How to Use a Fire Extinguisher

Fire prevention experts recommend everyone should get hands on training for proper use of fire extinguishers. Most fire equipment supply companies provide this training as well as some local fire departments. Contact your local fire department to see what is available in your area. Instructions are also printed on the label for reference which also indicate the appropriate distance the extinguisher will cover according to OSHA.

Fire extinguisher directions

Typical operation utilizes the PASS acronym:

  • P: Pull the pin and hold the unit upright
  • A: Aim at the base of the fire, not the flames
  • S: Squeeze the lever slowly which will release the agent
  • S: Sweep from side to side

Initially the flames will increase upon contact of the agent which is normal as air/oxygen is being pushed to the flame ahead of the agent. However the agent should suppress the flames and fire shortly.

However, it’s important to know your limitations. The small volume fire extinguishers provided in most RVs are designed only to suppress the initial small start of a fire. not put out a fully engaged blaze. By participating in a hands-on training program, you will understand what you can safely tackle, and what you should stay away from for personal safety.

How to Maintain a Fire Extinguisher

Top of a fire extinguisher

Most fire extinguishers have a pressure gauge that indicates if the unit is charged properly which should be checked monthly. However this gauge can be deceiving as the gauge may indicate a proper charge, but the agent inside can “cake” or solidify if the extinguisher is not removed a couple times each year and agitated. To do this, turn the unit upside down and shake it vigorously and strike the bottom with your palm or a soft sand hammer. This will dislodge the agent and keep it from settling to the bottom.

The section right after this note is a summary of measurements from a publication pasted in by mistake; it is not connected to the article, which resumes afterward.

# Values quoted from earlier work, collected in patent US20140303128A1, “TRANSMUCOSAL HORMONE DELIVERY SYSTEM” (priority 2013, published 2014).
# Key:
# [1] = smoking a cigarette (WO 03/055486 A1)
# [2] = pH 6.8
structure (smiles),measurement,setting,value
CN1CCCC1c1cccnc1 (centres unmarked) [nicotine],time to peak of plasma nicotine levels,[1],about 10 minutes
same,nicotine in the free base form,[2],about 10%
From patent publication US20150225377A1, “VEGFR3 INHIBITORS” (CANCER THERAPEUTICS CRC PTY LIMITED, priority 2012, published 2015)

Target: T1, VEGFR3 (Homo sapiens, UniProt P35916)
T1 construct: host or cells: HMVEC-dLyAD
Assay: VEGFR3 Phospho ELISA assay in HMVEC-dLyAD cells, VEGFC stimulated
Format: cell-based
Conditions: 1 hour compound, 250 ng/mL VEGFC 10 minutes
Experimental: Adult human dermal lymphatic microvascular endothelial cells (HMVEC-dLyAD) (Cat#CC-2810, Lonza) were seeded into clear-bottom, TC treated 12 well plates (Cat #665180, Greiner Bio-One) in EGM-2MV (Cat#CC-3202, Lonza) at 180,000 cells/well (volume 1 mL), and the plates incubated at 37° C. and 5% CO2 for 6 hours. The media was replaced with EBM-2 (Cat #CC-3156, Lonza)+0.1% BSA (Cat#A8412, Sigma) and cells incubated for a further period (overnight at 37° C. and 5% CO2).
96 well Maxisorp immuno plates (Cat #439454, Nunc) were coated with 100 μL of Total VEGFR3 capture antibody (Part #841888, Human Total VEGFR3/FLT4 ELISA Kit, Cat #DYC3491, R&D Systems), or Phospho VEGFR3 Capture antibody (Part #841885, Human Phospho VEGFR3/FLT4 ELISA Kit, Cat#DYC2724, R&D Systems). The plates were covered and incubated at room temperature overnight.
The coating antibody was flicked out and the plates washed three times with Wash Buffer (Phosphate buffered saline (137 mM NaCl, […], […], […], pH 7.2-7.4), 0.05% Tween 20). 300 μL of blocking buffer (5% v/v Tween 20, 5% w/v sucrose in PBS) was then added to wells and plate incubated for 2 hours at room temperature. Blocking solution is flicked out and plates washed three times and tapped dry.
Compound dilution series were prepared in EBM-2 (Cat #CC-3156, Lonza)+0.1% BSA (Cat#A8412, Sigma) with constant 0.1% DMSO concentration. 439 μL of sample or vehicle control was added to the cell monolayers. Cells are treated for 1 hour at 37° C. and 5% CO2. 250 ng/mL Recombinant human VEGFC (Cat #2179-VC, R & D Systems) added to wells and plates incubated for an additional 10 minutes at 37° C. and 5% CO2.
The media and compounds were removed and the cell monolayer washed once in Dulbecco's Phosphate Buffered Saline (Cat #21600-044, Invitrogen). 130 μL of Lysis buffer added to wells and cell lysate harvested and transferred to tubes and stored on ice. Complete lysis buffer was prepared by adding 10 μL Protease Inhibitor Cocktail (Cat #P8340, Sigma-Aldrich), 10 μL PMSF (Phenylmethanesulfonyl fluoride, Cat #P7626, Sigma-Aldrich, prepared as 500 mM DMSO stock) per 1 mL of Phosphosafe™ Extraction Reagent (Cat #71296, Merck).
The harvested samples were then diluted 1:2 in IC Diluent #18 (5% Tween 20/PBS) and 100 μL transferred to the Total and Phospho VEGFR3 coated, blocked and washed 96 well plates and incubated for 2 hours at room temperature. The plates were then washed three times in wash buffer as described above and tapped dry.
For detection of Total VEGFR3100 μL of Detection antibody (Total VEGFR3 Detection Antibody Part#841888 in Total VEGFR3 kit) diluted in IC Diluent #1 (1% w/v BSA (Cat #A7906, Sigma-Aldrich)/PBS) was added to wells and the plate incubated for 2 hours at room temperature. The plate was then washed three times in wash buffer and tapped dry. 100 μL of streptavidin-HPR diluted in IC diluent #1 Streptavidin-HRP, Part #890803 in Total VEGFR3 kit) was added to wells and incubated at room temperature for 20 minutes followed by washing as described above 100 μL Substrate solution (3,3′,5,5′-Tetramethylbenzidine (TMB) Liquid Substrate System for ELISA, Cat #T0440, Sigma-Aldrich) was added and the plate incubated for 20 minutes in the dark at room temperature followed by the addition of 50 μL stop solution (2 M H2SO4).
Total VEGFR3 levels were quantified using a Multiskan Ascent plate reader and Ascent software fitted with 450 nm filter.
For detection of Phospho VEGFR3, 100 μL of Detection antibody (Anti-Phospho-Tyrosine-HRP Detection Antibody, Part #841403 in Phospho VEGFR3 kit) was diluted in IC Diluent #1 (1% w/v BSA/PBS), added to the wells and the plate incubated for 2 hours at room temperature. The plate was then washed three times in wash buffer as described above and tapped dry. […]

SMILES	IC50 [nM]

With a few tips on how to properly use and maintain your RV’s fire extinguisher, and on how to select the correct one in the first place, you can make sure your time spent in the RV is safe and prepared.

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4 Responses to “RV Fire Extinguisher Use and Maintenance”

  1. Elina Brooks

    I'll be living in a motorhome starting next month because my job requires traveling a lot, so I wanted to get fire extinguishers to place inside the RV for safety purposes. I appreciate your advice when you told us to get a Class B extinguisher for motor fuels and a Class for electrical fires and to carry one inside and two in outside compartments to be safe. I'll be sure to follow what you said while I look for an industrial supplier to contact about fire extinguishers soon.

  2. Eric

    As a former state fire marshal, I recommend getting an extinguisher with a metal head. They can be recharged after use and then every 3 years, when you unscrew a plastic head the threads rip off. Put them where you can grab them on the way out. Never by the stove, thats where the fire will be, in outside compartment is a great idea. Thanks for the articles, great information.

  3. Theresa Matthews

    Interesting fact that this is one major item that is NOT covered while doing your walk through before taking your rig home. At least not for us.

  4. R Elder

    View your fire extinguisher use and maintenance. I agree on having and understanding of their use. I however have installed foam based fire extinguisher both for interior of coach and a foam based extinguisher in the engine compartment. From my research; the foam extinguisher removes the oxygen far more effective over the powder type. I am sure you are aware of that. Why do they use foam extinguishers in race cars?